The patterns, detailed at CNET, come from services such as Zite (effectively a cross between an RSS newsreader and Tivo’s suggestions feature), newsreader Flud, and Read It Later, a service that lets users “clip” web articles to read later.
The Zite figures show a consistent pattern for both iPhone and iPad use, rising steeply from near-nothing around 7am, dipping up and down during the day, then rocketing from 5pm, peaking at 9pm, then dropping away rapidly and hitting bottom in the early hours.
In other words — and this may not shock you — people tend to read articles more when they are awake than asleep, and in turn more when they are at home/on leisure time than at work.
The figures also showed that iPhone use of the app is higher than iPad from around 7am, iPad use takes over between 5pm-6pm, and the two are roughly the same from around 11pm.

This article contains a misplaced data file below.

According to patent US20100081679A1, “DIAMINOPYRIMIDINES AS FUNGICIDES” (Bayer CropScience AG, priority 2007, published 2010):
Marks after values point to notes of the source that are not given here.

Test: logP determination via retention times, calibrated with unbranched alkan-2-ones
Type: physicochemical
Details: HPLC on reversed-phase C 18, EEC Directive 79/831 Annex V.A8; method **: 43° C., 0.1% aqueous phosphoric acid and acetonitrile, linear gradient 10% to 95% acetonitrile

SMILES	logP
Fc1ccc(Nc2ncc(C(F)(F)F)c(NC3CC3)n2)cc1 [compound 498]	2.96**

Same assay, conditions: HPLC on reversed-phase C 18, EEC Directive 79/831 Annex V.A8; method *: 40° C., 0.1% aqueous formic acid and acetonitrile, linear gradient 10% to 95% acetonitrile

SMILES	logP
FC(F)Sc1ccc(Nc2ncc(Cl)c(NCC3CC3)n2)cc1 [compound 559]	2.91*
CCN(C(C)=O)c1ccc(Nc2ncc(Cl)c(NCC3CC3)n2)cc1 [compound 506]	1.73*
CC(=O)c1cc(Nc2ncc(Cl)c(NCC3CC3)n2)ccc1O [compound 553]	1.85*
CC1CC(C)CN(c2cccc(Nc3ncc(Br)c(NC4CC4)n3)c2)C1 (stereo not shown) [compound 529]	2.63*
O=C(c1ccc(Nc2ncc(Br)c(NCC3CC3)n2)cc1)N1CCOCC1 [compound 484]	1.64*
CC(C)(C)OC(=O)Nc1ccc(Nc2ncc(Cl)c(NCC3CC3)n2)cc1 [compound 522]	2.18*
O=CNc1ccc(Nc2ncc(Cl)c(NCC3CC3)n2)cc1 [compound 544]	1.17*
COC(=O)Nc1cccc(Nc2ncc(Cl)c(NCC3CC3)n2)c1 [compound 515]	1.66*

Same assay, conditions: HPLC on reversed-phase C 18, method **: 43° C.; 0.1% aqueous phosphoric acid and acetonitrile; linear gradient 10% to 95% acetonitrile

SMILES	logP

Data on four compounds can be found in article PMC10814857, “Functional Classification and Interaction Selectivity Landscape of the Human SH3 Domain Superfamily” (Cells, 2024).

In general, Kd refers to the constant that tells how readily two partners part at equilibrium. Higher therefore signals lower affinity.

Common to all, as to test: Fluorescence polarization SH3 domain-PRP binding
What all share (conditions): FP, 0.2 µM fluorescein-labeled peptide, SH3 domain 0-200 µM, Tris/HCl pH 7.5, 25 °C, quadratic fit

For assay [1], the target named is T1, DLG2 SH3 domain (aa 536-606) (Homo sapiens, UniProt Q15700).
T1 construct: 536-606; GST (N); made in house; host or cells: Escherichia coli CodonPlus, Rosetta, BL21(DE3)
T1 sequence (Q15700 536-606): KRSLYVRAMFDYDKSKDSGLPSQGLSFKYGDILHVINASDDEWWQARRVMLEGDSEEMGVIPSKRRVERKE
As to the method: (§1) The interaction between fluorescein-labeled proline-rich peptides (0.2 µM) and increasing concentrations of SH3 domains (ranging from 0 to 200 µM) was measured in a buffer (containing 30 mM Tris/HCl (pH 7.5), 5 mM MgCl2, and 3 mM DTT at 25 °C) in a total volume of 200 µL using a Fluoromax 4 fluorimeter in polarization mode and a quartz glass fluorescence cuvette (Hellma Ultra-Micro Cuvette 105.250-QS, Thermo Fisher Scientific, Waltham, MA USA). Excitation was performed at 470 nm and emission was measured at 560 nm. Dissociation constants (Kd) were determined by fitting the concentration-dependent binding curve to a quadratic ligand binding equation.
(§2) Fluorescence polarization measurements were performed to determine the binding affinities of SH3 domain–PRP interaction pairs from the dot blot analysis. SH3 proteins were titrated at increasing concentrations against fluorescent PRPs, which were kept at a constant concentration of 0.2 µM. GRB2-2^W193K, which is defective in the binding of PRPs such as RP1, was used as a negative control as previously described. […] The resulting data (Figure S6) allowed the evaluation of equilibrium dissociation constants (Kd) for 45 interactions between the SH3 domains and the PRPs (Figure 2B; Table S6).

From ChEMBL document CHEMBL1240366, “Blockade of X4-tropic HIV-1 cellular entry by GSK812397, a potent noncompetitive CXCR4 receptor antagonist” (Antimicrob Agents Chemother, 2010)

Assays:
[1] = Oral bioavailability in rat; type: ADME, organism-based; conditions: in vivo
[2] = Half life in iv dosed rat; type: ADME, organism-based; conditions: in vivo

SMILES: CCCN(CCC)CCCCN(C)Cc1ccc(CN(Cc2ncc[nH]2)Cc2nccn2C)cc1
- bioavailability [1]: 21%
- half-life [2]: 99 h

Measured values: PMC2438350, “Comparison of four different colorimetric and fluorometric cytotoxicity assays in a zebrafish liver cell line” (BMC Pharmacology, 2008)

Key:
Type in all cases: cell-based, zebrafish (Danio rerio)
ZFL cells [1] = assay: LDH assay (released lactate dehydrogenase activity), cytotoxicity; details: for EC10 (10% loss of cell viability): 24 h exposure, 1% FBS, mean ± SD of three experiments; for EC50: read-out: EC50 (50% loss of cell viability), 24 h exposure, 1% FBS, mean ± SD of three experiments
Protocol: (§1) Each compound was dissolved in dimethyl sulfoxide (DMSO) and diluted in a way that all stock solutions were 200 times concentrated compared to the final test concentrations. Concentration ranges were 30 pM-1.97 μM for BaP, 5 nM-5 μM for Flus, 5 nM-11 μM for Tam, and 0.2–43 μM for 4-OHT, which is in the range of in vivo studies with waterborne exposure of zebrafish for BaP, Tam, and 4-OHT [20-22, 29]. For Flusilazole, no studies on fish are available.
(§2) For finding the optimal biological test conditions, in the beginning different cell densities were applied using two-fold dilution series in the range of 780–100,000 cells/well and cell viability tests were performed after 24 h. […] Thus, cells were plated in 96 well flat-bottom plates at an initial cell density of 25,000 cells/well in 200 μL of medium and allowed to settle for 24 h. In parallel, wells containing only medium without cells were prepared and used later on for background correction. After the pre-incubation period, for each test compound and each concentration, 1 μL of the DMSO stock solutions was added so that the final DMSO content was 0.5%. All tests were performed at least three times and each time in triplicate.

The shocking conclusion of this news appears to be that people carry iPhones during the day and take the occasional look at articles, but once they get home they sit down with an iPad for a more leisurely read. Perhaps the most surprising part of this is that Zite’s director of technology claims to be surprised.
While Flud’s figures are much the same, Read It Later’s figures at least show the patterns more clearly. It found that the rate at which people “clip” an article or read it on a computer are fairly even throughout waking hours, with a dip in mid-to-late afternoon (presumably as they realise they need to get some work done after all.)
On the mobile devices, though, iPad reading rockets in mid-evening, while iPhone has several distinct spikes that tie in neatly with waking up, traveling to and from work, and then relaxing after dinner.
What’s next? Perhaps a study into how electric light power usage rises after sunset.